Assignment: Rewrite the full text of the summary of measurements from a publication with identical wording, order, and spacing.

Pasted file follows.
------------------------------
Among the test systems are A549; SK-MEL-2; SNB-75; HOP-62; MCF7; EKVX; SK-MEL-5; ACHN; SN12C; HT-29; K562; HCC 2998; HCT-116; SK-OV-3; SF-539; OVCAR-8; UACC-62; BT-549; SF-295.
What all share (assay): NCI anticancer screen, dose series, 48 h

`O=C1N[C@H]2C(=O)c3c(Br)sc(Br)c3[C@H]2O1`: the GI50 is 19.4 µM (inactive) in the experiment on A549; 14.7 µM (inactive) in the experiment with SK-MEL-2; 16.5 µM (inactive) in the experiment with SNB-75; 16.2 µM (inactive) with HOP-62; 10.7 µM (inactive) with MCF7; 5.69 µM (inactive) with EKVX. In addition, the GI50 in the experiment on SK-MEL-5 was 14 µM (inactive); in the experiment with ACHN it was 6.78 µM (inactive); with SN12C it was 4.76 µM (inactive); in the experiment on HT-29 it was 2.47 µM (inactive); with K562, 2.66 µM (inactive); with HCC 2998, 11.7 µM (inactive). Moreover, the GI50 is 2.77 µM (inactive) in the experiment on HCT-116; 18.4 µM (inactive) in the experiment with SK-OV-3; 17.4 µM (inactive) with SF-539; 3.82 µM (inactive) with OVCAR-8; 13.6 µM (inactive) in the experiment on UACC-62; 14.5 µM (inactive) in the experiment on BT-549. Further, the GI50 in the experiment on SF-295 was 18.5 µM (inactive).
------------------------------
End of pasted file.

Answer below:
Among the test systems are A549; SK-MEL-2; SNB-75; HOP-62; MCF7; EKVX; SK-MEL-5; ACHN; SN12C; HT-29; K562; HCC 2998; HCT-116; SK-OV-3; SF-539; OVCAR-8; UACC-62; BT-549; SF-295.
What all share (assay): NCI anticancer screen, dose series, 48 h

`O=C1N[C@H]2C(=O)c3c(Br)sc(Br)c3[C@H]2O1`: the GI50 is 19.4 µM (inactive) in the experiment on A549; 14.7 µM (inactive) in the experiment with SK-MEL-2; 16.5 µM (inactive) in the experiment with SNB-75; 16.2 µM (inactive) with HOP-62; 10.7 µM (inactive) with MCF7; 5.69 µM (inactive) with EKVX. In addition, the GI50 in the experiment on SK-MEL-5 was 14 µM (inactive); in the experiment with ACHN it was 6.78 µM (inactive); with SN12C it was 4.76 µM (inactive); in the experiment on HT-29 it was 2.47 µM (inactive); with K562, 2.66 µM (inactive); with HCC 2998, 11.7 µM (inactive). Moreover, the GI50 is 2.77 µM (inactive) in the experiment on HCT-116; 18.4 µM (inactive) in the experiment with SK-OV-3; 17.4 µM (inactive) with SF-539; 3.82 µM (inactive) with OVCAR-8; 13.6 µM (inactive) in the experiment on UACC-62; 14.5 µM (inactive) in the experiment on BT-549. Further, the GI50 in the experiment on SF-295 was 18.5 µM (inactive).